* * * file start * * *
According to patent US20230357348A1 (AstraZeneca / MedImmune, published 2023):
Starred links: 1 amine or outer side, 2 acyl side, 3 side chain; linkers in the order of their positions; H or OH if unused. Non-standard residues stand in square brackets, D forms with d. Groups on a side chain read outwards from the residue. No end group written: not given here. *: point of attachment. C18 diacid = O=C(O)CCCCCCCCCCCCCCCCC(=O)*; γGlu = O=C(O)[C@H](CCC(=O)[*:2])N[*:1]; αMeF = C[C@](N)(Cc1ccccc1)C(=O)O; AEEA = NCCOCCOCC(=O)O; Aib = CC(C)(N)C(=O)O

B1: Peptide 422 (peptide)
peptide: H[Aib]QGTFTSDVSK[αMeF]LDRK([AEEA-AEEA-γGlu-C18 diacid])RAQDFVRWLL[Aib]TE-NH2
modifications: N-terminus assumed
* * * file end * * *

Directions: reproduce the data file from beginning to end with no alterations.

According to patent US20230357348A1 (AstraZeneca / MedImmune, published 2023):
Starred links: 1 amine or outer side, 2 acyl side, 3 side chain; linkers in the order of their positions; H or OH if unused. Non-standard residues stand in square brackets, D forms with d. Groups on a side chain read outwards from the residue. No end group written: not given here. *: point of attachment. C18 diacid = O=C(O)CCCCCCCCCCCCCCCCC(=O)*; γGlu = O=C(O)[C@H](CCC(=O)[*:2])N[*:1]; αMeF = C[C@](N)(Cc1ccccc1)C(=O)O; AEEA = NCCOCCOCC(=O)O; Aib = CC(C)(N)C(=O)O

B1: Peptide 422 (peptide)
peptide: H[Aib]QGTFTSDVSK[αMeF]LDRK([AEEA-AEEA-γGlu-C18 diacid])RAQDFVRWLL[Aib]TE-NH2
modifications: N-terminus assumed